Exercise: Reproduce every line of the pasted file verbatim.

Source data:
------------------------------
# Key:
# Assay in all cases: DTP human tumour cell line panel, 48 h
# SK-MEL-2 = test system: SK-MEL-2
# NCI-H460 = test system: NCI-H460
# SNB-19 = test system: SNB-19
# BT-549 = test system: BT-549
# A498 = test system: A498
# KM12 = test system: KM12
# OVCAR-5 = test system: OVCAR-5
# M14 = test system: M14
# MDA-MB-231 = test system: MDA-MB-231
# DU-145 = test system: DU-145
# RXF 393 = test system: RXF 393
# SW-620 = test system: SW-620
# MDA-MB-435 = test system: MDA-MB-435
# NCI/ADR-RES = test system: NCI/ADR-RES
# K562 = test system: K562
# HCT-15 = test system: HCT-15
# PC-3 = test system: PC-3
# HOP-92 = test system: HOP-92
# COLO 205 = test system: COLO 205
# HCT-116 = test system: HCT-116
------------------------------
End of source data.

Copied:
# Key:
# Assay in all cases: DTP human tumour cell line panel, 48 h
# SK-MEL-2 = test system: SK-MEL-2
# NCI-H460 = test system: NCI-H460
# SNB-19 = test system: SNB-19
# BT-549 = test system: BT-549
# A498 = test system: A498
# KM12 = test system: KM12
# OVCAR-5 = test system: OVCAR-5
# M14 = test system: M14
# MDA-MB-231 = test system: MDA-MB-231
# DU-145 = test system: DU-145
# RXF 393 = test system: RXF 393
# SW-620 = test system: SW-620
# MDA-MB-435 = test system: MDA-MB-435
# NCI/ADR-RES = test system: NCI/ADR-RES
# K562 = test system: K562
# HCT-15 = test system: HCT-15
# PC-3 = test system: PC-3
# HOP-92 = test system: HOP-92
# COLO 205 = test system: COLO 205
# HCT-116 = test system: HCT-116